UBS CEO to stay through 2026 to integrate Credit Suisse
UBS chief executive Sergio Ermotti plans to stay at the helm through 2026 to integrate former rival Credit Suisse. UBS aims to cut $10bn in costs by the end of 2026 and lay off 3,000 people in Switzerland. Analysts estimate between 30,000 and 35,000 jobs could be cut globally.
France to block UK request for electric car trade deal extension
France will block a British request to extend a trade deal on exporting electric cars to Europe amid concerns about Chinese parts. The British Government, supported by car makers from across Europe, wants to delay Brexit trade tariffs on electric vehicles shipped between the UK and the EU until 2027. However, a senior French source stated that Brussels does not want Britain to be a back door for China to flood the bloc with cheap electric vehicles. Under the 'rules of origin' requirement, electric vehicles shipped from Britain to the bloc must have a certain percentage of their battery and parts sourced from the EU or UK. Failure to meet this criteria will result in a 10% trade levy.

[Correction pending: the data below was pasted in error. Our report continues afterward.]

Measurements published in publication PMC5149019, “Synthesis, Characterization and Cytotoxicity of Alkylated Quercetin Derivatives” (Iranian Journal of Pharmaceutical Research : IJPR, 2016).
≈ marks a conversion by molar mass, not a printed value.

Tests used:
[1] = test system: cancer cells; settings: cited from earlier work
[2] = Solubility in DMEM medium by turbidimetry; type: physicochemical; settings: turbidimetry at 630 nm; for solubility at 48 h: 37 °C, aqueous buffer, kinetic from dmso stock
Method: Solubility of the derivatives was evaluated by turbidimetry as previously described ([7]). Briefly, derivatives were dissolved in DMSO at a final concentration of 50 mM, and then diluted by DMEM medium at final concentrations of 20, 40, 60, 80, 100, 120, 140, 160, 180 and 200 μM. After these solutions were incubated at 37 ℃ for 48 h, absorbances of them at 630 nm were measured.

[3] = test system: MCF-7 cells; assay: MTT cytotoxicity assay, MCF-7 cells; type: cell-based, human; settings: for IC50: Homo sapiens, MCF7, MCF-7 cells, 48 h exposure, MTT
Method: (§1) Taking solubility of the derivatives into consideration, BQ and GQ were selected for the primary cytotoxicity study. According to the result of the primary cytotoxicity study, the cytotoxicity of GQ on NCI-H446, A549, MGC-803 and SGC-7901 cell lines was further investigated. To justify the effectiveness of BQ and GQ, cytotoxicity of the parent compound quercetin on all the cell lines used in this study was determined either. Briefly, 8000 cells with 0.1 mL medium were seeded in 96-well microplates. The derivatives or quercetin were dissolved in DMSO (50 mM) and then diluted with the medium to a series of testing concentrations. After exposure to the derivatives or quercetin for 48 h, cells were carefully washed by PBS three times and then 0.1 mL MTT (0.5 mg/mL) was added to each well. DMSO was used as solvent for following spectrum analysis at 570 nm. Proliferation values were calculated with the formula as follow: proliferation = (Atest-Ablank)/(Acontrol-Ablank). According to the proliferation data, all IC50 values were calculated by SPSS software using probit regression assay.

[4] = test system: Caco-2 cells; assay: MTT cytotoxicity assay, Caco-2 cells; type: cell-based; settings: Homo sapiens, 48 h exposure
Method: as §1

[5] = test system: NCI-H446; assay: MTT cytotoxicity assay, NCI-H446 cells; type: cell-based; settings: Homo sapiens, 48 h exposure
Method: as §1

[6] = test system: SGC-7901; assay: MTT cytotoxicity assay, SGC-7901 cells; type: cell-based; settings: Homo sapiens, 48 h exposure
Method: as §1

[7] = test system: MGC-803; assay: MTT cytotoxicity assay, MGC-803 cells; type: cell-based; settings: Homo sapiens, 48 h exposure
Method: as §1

Kier to resume dividends
Kier Group has announced that it will resume dividend payments after a "significantly improved financial performance" over the past year. The company reported a 7.5% increase in revenues to £3.4bn, driving pre-tax profits up to £51.9m. With a strong order book of £10.1bn, Kier plans to restart dividend payments, with the first to be declared in March.
FCA uncovers poor advice and misleading promotions in later life mortgage review